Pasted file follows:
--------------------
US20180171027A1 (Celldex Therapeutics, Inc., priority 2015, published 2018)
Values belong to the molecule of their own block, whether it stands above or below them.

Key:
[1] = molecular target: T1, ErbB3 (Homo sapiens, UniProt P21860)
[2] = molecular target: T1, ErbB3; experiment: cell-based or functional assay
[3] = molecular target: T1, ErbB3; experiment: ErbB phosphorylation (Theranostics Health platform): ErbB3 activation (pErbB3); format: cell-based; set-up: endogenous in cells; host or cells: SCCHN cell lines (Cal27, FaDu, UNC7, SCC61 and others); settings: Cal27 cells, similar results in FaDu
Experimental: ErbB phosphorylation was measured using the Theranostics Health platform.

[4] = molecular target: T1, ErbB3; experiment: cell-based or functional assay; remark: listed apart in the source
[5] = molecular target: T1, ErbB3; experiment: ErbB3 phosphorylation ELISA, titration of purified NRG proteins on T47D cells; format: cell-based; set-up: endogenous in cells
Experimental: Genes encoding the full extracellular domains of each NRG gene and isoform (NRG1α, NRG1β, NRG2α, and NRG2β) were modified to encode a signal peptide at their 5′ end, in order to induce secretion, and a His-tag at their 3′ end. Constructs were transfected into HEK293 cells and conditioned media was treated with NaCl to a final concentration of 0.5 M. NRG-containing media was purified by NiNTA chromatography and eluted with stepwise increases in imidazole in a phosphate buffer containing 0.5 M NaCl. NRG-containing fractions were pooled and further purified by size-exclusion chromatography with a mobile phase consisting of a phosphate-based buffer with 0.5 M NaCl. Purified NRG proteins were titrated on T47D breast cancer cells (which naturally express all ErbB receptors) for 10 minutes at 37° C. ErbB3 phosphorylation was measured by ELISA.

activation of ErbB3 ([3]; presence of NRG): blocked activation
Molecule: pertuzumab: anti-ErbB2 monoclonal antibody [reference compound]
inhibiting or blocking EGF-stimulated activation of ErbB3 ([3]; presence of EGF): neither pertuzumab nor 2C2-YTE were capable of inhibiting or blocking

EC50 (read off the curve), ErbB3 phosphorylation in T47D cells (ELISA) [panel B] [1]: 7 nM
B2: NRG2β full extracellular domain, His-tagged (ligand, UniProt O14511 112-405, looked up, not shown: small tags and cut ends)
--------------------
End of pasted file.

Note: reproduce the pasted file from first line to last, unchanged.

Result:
US20180171027A1 (Celldex Therapeutics, Inc., priority 2015, published 2018)
Values belong to the molecule of their own block, whether it stands above or below them.

Key:
[1] = molecular target: T1, ErbB3 (Homo sapiens, UniProt P21860)
[2] = molecular target: T1, ErbB3; experiment: cell-based or functional assay
[3] = molecular target: T1, ErbB3; experiment: ErbB phosphorylation (Theranostics Health platform): ErbB3 activation (pErbB3); format: cell-based; set-up: endogenous in cells; host or cells: SCCHN cell lines (Cal27, FaDu, UNC7, SCC61 and others); settings: Cal27 cells, similar results in FaDu
Experimental: ErbB phosphorylation was measured using the Theranostics Health platform.

[4] = molecular target: T1, ErbB3; experiment: cell-based or functional assay; remark: listed apart in the source
[5] = molecular target: T1, ErbB3; experiment: ErbB3 phosphorylation ELISA, titration of purified NRG proteins on T47D cells; format: cell-based; set-up: endogenous in cells
Experimental: Genes encoding the full extracellular domains of each NRG gene and isoform (NRG1α, NRG1β, NRG2α, and NRG2β) were modified to encode a signal peptide at their 5′ end, in order to induce secretion, and a His-tag at their 3′ end. Constructs were transfected into HEK293 cells and conditioned media was treated with NaCl to a final concentration of 0.5 M. NRG-containing media was purified by NiNTA chromatography and eluted with stepwise increases in imidazole in a phosphate buffer containing 0.5 M NaCl. NRG-containing fractions were pooled and further purified by size-exclusion chromatography with a mobile phase consisting of a phosphate-based buffer with 0.5 M NaCl. Purified NRG proteins were titrated on T47D breast cancer cells (which naturally express all ErbB receptors) for 10 minutes at 37° C. ErbB3 phosphorylation was measured by ELISA.

activation of ErbB3 ([3]; presence of NRG): blocked activation
Molecule: pertuzumab: anti-ErbB2 monoclonal antibody [reference compound]
inhibiting or blocking EGF-stimulated activation of ErbB3 ([3]; presence of EGF): neither pertuzumab nor 2C2-YTE were capable of inhibiting or blocking

EC50 (read off the curve), ErbB3 phosphorylation in T47D cells (ELISA) [panel B] [1]: 7 nM
B2: NRG2β full extracellular domain, His-tagged (ligand, UniProt O14511 112-405, looked up, not shown: small tags and cut ends)